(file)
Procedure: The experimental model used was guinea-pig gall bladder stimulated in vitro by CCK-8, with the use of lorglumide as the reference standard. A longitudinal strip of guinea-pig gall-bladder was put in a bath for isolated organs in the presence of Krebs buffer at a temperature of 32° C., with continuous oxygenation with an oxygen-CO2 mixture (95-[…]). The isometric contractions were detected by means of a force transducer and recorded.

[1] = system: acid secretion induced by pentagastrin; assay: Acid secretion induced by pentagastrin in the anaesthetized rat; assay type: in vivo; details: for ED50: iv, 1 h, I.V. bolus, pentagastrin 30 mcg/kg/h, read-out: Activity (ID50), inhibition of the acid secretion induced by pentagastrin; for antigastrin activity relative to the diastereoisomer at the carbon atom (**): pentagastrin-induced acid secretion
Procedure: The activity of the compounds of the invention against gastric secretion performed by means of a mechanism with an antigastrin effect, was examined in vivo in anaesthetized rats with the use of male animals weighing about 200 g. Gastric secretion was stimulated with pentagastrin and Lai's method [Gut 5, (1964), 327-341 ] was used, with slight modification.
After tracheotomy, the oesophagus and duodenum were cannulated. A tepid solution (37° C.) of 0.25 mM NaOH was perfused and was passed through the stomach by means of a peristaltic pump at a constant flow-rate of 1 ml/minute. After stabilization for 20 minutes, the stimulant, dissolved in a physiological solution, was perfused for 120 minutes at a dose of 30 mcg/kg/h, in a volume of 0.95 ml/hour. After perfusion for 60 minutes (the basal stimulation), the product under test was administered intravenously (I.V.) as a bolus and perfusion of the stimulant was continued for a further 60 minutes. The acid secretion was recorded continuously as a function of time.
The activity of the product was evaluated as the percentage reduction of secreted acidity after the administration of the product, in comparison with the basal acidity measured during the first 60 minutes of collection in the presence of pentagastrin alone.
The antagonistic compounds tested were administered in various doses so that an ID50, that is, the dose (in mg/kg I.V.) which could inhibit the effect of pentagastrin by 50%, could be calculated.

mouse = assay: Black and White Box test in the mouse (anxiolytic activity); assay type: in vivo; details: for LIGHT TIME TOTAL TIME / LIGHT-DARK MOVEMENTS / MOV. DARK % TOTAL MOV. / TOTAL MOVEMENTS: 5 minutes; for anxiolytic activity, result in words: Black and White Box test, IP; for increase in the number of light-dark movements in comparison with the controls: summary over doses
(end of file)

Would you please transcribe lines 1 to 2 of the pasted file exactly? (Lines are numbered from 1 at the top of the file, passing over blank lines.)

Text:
Procedure: The experimental model used was guinea-pig gall bladder stimulated in vitro by CCK-8, with the use of lorglumide as the reference standard. A longitudinal strip of guinea-pig gall-bladder was put in a bath for isolated organs in the presence of Krebs buffer at a temperature of 32° C., with continuous oxygenation with an oxygen-CO2 mixture (95-[…]). The isometric contractions were detected by means of a force transducer and recorded.

[1] = system: acid secretion induced by pentagastrin; assay: Acid secretion induced by pentagastrin in the anaesthetized rat; assay type: in vivo; details: for ED50: iv, 1 h, I.V. bolus, pentagastrin 30 mcg/kg/h, read-out: Activity (ID50), inhibition of the acid secretion induced by pentagastrin; for antigastrin activity relative to the diastereoisomer at the carbon atom (**): pentagastrin-induced acid secretion